It is 1878 and Doctor John Watson, his health damaged by his experiences with the British Army in Afghanistan during the Second Anglo-Afghan War, is looking for lodgings in the great city of London. It seems fortuitous, when a mutual friend introduces him to another who needs someone to share costs on a suite on Baker Street, but this other man is quite an eccentric. Sherlock Holmes has bent his life and education towards turning himself into the premier detective.
Watson can hardly credit Holmes's claims of what a first-class detective can do. But, when a note arrives from a Scotland Yard detective, inviting Holmes to consult on a particularly mysterious murder, Watson soon finds himself carried along by Holmes, watching his new friend's powers unravel a seemingly inscrutable knot. The game is afoot, and Holmes needs to solve a murder, and bring a murderer to justice.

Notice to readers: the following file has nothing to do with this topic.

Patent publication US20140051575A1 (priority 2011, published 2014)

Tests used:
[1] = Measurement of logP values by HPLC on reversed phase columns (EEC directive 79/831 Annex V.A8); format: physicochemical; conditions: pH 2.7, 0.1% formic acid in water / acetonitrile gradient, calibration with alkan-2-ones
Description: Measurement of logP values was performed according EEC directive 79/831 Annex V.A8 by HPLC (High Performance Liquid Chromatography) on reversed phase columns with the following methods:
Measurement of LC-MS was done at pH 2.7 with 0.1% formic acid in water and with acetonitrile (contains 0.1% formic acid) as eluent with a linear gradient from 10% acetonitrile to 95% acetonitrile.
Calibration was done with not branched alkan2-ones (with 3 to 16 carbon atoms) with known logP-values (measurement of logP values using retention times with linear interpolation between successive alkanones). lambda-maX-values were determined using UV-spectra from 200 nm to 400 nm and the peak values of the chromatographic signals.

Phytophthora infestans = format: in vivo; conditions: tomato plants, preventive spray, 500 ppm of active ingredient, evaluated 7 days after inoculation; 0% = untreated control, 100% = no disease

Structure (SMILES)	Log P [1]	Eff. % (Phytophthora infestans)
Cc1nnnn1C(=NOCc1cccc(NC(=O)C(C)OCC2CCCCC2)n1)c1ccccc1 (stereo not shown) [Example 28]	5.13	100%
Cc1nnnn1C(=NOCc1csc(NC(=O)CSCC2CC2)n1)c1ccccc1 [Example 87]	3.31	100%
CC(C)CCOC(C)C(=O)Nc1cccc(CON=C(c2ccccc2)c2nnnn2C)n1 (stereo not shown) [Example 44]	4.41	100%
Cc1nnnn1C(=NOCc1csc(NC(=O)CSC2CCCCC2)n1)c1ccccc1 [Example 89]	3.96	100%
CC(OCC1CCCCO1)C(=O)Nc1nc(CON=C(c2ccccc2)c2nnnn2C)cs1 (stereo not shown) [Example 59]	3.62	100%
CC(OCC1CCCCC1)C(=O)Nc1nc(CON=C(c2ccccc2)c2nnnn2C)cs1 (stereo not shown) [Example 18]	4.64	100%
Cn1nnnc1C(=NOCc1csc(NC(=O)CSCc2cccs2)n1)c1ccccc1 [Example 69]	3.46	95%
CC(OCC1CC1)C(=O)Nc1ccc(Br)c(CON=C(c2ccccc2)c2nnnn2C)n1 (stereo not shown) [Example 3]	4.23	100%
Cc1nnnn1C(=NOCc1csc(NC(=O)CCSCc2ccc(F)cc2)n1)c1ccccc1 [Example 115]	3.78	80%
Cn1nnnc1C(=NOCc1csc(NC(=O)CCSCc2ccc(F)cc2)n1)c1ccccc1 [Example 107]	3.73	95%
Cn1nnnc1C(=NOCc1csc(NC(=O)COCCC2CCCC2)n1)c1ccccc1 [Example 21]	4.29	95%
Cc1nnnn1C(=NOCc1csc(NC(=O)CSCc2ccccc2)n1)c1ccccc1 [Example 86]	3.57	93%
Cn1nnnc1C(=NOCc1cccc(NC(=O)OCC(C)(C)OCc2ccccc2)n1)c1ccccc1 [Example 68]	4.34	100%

This fascinating book was first published in 1887, and was the very first Sherlock Holmes story. In it we get to see the first meeting of Holmes and Watson, and hear Holmes explain his methods in detail. If you are a fan of murder mysteries, then this is definitely a book that you should not miss.
The center part of this story revolves around the actions of the Mormon Church in Salt Lake City, Utah. Author Arthur Conan Doyle had a tendency to "wing" the details of his story, and his treatment of the Mormons shows a certain carelessness in how he presented them. Therefore, if you are a Mormon, you will most likely find this book offensive.